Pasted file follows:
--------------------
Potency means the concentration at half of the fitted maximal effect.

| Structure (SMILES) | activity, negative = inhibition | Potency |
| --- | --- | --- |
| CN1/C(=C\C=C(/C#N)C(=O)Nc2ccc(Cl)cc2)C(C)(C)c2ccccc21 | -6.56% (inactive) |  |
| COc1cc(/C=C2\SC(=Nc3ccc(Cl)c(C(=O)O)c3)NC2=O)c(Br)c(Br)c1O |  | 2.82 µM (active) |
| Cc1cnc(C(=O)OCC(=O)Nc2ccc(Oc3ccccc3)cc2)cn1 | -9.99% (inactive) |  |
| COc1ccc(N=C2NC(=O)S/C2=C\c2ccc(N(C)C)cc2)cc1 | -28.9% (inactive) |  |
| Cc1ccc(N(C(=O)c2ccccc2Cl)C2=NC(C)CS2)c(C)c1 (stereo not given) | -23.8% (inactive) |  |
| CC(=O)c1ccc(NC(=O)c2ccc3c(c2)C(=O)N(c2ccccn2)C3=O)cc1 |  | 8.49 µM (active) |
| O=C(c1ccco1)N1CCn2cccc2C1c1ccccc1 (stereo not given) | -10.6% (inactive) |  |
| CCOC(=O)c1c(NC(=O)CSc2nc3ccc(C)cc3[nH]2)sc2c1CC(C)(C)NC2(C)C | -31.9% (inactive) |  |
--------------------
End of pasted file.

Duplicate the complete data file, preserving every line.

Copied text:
Potency means the concentration at half of the fitted maximal effect.

| Structure (SMILES) | activity, negative = inhibition | Potency |
| --- | --- | --- |
| CN1/C(=C\C=C(/C#N)C(=O)Nc2ccc(Cl)cc2)C(C)(C)c2ccccc21 | -6.56% (inactive) |  |
| COc1cc(/C=C2\SC(=Nc3ccc(Cl)c(C(=O)O)c3)NC2=O)c(Br)c(Br)c1O |  | 2.82 µM (active) |
| Cc1cnc(C(=O)OCC(=O)Nc2ccc(Oc3ccccc3)cc2)cn1 | -9.99% (inactive) |  |
| COc1ccc(N=C2NC(=O)S/C2=C\c2ccc(N(C)C)cc2)cc1 | -28.9% (inactive) |  |
| Cc1ccc(N(C(=O)c2ccccc2Cl)C2=NC(C)CS2)c(C)c1 (stereo not given) | -23.8% (inactive) |  |
| CC(=O)c1ccc(NC(=O)c2ccc3c(c2)C(=O)N(c2ccccn2)C3=O)cc1 |  | 8.49 µM (active) |
| O=C(c1ccco1)N1CCn2cccc2C1c1ccccc1 (stereo not given) | -10.6% (inactive) |  |
| CCOC(=O)c1c(NC(=O)CSc2nc3ccc(C)cc3[nH]2)sc2c1CC(C)(C)NC2(C)C | -31.9% (inactive) |  |